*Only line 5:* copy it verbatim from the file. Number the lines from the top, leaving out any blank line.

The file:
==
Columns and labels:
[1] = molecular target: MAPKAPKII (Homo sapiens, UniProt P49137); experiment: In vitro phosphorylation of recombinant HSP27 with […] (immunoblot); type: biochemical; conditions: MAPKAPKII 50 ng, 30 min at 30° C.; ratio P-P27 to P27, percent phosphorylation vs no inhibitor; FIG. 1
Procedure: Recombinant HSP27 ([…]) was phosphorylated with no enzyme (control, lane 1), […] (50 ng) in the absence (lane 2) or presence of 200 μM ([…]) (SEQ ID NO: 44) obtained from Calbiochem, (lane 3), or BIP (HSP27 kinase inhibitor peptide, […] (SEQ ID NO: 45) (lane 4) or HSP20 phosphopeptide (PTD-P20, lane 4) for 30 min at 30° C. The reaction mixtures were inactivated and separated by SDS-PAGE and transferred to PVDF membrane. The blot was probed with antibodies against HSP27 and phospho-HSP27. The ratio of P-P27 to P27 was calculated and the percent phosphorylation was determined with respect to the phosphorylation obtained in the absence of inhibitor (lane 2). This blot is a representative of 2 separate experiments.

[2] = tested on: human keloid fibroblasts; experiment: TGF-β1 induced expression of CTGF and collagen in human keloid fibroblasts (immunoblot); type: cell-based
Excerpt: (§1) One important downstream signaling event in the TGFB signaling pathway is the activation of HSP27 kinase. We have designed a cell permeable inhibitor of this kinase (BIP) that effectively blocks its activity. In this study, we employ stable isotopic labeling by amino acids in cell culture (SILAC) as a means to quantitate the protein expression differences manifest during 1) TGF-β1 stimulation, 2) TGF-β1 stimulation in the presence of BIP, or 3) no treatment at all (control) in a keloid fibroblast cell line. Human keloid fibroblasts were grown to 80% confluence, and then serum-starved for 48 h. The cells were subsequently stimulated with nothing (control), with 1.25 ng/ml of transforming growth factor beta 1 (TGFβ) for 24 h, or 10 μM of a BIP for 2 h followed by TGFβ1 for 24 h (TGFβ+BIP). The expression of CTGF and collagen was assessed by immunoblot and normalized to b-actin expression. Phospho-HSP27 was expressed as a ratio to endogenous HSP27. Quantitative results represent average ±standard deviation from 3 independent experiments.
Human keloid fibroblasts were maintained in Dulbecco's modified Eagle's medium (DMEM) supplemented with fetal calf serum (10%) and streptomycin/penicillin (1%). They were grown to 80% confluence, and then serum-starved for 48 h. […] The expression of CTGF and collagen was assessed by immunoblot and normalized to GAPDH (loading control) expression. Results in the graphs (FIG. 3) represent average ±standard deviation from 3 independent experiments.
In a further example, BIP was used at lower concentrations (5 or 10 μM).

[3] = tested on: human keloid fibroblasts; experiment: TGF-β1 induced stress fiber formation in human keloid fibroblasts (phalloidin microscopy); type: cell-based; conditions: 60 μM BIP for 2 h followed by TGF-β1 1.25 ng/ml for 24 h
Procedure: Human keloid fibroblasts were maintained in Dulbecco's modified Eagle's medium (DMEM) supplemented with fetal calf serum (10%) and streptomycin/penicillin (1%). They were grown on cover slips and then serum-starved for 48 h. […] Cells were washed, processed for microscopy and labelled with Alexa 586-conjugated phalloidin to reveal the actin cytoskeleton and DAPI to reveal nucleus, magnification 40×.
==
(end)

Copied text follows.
Excerpt: (§1) One important downstream signaling event in the TGFB signaling pathway is the activation of HSP27 kinase. We have designed a cell permeable inhibitor of this kinase (BIP) that effectively blocks its activity. In this study, we employ stable isotopic labeling by amino acids in cell culture (SILAC) as a means to quantitate the protein expression differences manifest during 1) TGF-β1 stimulation, 2) TGF-β1 stimulation in the presence of BIP, or 3) no treatment at all (control) in a keloid fibroblast cell line. Human keloid fibroblasts were grown to 80% confluence, and then serum-starved for 48 h. The cells were subsequently stimulated with nothing (control), with 1.25 ng/ml of transforming growth factor beta 1 (TGFβ) for 24 h, or 10 μM of a BIP for 2 h followed by TGFβ1 for 24 h (TGFβ+BIP). The expression of CTGF and collagen was assessed by immunoblot and normalized to b-actin expression. Phospho-HSP27 was expressed as a ratio to endogenous HSP27. Quantitative results represent average ±standard deviation from 3 independent experiments.